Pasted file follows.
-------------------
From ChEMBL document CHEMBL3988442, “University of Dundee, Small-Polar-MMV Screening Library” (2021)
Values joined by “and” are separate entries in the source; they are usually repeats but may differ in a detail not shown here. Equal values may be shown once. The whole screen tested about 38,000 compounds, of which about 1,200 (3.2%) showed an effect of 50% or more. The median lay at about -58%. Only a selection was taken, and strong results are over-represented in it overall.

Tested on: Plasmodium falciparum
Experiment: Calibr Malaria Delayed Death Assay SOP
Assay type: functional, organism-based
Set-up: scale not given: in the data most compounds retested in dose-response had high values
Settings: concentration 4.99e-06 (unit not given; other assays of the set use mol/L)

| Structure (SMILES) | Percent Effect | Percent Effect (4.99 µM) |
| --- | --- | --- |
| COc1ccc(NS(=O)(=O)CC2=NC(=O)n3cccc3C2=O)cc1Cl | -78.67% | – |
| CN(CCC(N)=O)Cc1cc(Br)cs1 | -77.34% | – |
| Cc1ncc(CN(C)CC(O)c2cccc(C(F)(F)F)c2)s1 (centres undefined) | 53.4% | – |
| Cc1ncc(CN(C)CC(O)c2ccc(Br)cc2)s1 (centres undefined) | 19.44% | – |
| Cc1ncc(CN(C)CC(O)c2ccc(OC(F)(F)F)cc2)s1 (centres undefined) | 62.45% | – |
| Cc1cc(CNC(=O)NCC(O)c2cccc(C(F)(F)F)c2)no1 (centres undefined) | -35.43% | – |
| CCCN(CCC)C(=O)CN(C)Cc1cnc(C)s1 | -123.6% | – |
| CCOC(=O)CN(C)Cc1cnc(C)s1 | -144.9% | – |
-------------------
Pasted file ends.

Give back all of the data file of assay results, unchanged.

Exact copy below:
From ChEMBL document CHEMBL3988442, “University of Dundee, Small-Polar-MMV Screening Library” (2021)
Values joined by “and” are separate entries in the source; they are usually repeats but may differ in a detail not shown here. Equal values may be shown once. The whole screen tested about 38,000 compounds, of which about 1,200 (3.2%) showed an effect of 50% or more. The median lay at about -58%. Only a selection was taken, and strong results are over-represented in it overall.

Tested on: Plasmodium falciparum
Experiment: Calibr Malaria Delayed Death Assay SOP
Assay type: functional, organism-based
Set-up: scale not given: in the data most compounds retested in dose-response had high values
Settings: concentration 4.99e-06 (unit not given; other assays of the set use mol/L)

| Structure (SMILES) | Percent Effect | Percent Effect (4.99 µM) |
| --- | --- | --- |
| COc1ccc(NS(=O)(=O)CC2=NC(=O)n3cccc3C2=O)cc1Cl | -78.67% | – |
| CN(CCC(N)=O)Cc1cc(Br)cs1 | -77.34% | – |
| Cc1ncc(CN(C)CC(O)c2cccc(C(F)(F)F)c2)s1 (centres undefined) | 53.4% | – |
| Cc1ncc(CN(C)CC(O)c2ccc(Br)cc2)s1 (centres undefined) | 19.44% | – |
| Cc1ncc(CN(C)CC(O)c2ccc(OC(F)(F)F)cc2)s1 (centres undefined) | 62.45% | – |
| Cc1cc(CNC(=O)NCC(O)c2cccc(C(F)(F)F)c2)no1 (centres undefined) | -35.43% | – |
| CCCN(CCC)C(=O)CN(C)Cc1cnc(C)s1 | -123.6% | – |
| CCOC(=O)CN(C)Cc1cnc(C)s1 | -144.9% | – |